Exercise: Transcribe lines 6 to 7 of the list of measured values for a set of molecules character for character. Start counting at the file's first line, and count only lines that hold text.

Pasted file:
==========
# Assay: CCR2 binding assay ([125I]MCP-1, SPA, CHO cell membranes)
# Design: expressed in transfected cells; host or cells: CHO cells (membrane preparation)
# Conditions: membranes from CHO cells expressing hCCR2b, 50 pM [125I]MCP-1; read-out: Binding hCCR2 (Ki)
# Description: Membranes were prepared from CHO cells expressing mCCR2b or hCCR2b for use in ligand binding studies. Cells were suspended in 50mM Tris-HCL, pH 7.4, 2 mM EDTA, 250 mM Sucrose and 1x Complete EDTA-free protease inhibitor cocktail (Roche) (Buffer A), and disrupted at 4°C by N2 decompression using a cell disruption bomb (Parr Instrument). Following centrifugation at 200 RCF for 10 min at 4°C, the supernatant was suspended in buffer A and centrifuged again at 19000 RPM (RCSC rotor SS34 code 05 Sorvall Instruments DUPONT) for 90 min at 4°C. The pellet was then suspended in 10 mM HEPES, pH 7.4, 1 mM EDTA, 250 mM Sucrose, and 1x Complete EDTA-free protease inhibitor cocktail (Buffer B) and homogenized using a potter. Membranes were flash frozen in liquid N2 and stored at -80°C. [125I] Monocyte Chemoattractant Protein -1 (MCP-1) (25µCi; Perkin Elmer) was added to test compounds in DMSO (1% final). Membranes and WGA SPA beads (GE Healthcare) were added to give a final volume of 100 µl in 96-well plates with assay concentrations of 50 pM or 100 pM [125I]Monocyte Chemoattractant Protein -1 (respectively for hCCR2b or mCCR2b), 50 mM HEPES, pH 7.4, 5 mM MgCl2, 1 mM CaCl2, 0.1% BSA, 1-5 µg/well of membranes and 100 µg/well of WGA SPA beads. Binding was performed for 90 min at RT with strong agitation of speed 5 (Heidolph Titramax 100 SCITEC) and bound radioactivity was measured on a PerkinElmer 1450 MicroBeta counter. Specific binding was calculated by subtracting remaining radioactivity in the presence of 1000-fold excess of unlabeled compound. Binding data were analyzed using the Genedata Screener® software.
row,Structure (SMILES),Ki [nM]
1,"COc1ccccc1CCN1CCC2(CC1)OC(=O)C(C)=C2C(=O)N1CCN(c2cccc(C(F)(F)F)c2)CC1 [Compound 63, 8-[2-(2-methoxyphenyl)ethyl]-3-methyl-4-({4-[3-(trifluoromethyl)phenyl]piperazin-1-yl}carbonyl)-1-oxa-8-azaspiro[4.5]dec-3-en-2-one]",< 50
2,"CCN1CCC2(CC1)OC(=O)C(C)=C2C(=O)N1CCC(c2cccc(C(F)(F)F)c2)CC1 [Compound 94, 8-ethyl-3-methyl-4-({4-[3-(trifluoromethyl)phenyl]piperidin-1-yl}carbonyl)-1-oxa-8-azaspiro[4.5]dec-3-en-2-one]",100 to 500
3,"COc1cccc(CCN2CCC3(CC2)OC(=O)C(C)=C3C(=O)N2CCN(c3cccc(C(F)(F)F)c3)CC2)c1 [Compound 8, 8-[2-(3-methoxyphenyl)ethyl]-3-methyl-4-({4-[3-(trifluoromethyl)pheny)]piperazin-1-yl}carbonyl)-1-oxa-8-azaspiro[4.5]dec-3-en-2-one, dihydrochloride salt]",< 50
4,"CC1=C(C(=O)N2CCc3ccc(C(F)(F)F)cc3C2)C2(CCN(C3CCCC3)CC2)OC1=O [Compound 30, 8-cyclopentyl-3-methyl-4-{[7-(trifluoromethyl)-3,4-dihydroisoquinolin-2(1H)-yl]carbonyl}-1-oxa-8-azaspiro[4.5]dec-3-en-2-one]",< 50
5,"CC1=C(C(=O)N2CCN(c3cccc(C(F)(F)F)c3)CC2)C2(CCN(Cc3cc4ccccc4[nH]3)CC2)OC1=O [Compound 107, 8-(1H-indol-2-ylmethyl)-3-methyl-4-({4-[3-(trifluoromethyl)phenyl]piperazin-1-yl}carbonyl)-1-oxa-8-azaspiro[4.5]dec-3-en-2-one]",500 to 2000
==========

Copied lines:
1,"COc1ccccc1CCN1CCC2(CC1)OC(=O)C(C)=C2C(=O)N1CCN(c2cccc(C(F)(F)F)c2)CC1 [Compound 63, 8-[2-(2-methoxyphenyl)ethyl]-3-methyl-4-({4-[3-(trifluoromethyl)phenyl]piperazin-1-yl}carbonyl)-1-oxa-8-azaspiro[4.5]dec-3-en-2-one]",< 50
2,"CCN1CCC2(CC1)OC(=O)C(C)=C2C(=O)N1CCC(c2cccc(C(F)(F)F)c2)CC1 [Compound 94, 8-ethyl-3-methyl-4-({4-[3-(trifluoromethyl)phenyl]piperidin-1-yl}carbonyl)-1-oxa-8-azaspiro[4.5]dec-3-en-2-one]",100 to 500